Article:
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Help! Possession Hearing listed


Stanley 10
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I would be grateful for any advice on the next steps I should take to avoid repossession of my property when the hearing listed for 12 April takes place.

 

Background:

 

In 2007 I purchased a flat with my wife. This property was rented out until August 2011. We would receive any post addressed to us from the tenants.

 

In February 2012 (having moved into the property in August 2011) we received a letter from a landlord which claimed that we owed ground rent arrears (but only back to January 2009) totalling £500 plus late payment fees and interest (in all a total of £952). Up to this date we thought that the ground rent was included in the sums we paid as service charge and we had never been asked to pay rent to anyone nor had we received any previous correspondence relating to ground rent.

 

I contacted the solicitor acting for the landlord and offered to pay the £500 ground rent but queried the fees of £452 since I had never previously been asked to pay ground rent and I wanted to see copies of the correspondence requesting it. The solicitor refused to accept the part payment (as they described it) and told me that the landlord was unable to generate copies of any correspondence it had sent me because none were kept on file. They had records of the dates when letters and notices were sent to me and that was all.

 

I wrote to them saying that I would be prepared to pay a portion of the fees but since I hadn't received the letters I didn't think it was reasonable to ask for payment in full. I heard nothing more and forgot about the issue entirely.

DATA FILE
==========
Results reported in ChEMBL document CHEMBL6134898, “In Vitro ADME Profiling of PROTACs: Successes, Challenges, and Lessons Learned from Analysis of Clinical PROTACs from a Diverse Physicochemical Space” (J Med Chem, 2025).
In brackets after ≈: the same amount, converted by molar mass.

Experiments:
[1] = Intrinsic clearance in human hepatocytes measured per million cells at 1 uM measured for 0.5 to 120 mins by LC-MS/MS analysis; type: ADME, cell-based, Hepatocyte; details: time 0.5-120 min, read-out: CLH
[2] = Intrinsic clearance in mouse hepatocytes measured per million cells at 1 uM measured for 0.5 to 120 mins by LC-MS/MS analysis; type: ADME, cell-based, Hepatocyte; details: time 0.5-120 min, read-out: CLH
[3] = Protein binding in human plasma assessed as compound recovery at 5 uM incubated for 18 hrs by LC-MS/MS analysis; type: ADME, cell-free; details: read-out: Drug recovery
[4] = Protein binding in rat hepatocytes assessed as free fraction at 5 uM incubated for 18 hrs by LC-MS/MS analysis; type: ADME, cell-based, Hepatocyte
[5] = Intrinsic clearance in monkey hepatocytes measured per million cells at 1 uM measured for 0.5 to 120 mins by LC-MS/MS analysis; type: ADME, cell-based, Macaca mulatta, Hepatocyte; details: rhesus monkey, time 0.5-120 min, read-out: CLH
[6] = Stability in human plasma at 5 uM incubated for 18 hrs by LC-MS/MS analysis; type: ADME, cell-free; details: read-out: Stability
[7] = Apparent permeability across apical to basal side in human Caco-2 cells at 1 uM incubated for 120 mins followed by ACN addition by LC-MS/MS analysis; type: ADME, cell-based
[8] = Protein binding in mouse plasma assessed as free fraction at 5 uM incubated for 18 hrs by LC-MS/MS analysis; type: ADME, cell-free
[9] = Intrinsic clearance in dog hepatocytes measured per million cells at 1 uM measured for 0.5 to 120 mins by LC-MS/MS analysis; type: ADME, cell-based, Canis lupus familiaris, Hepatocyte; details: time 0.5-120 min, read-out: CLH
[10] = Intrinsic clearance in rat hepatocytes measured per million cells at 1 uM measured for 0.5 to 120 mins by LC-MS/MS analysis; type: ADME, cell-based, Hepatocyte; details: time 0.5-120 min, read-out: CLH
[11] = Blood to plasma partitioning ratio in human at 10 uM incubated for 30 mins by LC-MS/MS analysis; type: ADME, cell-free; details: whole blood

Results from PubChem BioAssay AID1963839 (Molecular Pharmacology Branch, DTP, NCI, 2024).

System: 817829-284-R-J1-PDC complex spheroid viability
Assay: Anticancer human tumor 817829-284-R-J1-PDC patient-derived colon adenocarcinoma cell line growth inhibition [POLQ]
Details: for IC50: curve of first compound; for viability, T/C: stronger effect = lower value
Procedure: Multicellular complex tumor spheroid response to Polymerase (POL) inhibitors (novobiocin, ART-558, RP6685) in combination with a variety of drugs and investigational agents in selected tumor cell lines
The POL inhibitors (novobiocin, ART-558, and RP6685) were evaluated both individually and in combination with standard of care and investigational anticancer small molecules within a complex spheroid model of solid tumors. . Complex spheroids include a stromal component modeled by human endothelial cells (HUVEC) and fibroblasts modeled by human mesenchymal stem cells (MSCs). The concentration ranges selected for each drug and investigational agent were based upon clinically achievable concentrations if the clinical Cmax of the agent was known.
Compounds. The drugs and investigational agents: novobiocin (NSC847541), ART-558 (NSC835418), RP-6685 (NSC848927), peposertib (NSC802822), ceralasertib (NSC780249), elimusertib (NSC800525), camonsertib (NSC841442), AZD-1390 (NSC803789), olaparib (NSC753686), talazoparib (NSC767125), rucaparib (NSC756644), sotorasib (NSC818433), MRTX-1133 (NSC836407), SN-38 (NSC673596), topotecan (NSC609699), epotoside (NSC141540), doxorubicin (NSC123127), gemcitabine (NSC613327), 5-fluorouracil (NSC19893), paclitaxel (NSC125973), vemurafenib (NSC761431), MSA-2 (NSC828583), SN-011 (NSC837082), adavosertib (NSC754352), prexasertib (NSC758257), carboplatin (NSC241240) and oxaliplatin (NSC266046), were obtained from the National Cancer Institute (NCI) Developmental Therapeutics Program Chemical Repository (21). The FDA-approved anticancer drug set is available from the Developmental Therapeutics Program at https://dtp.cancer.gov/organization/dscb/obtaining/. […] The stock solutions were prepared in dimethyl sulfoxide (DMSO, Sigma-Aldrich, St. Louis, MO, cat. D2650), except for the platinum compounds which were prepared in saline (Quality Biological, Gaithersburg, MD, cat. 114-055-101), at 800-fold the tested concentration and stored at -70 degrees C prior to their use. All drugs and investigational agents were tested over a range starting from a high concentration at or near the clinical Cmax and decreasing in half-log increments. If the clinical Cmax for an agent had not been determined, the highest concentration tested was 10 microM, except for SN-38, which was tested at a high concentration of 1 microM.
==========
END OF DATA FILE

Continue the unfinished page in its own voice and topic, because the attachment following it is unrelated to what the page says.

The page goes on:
In January 2013 I received a possession claim form and shortly after that a notice of hearing dated 12 April. The amount claimed in arrears was now £1,950.

 

I contacted the solicitor again and this time it was a different person daling with it. She asked me to send copies of the email exchanges in Feb 2012 which I did. I informed her that I had no had any prior notice of the court proceedings and couldn't see how they could run up costs without my involvement. She then sent me a letter dated Novemeber 2012 which again I had not received.

 

I offered to pay £1,200 to settle the claim and this was refused by the landlord via its solicitor. They seemed adamant that my mortgage company would pay the full sum. In the event I filed a defence and when I showed it to the mortgage company they accepted that there was a genuine disoute and declined to become involved unless there was a real risk to their security.

 

In correspondence with the landlord's solicitor I was also able to clarify that the reason there was any delay in seeking the ground rent was because the landlord had only taken over the freehold in March 2010.

 

I then filed a defence arguing that:

 

1) some of the sums claimed as ground rent preceded the date of ownership by the current landlord (they claimed arrears and fees dating back to January 2009);

2) the lease entitled the landlord to reimbursement of reasonable costs incurred by it in enforcing the lease but not to late payment fees - accordingly these fees were not owed;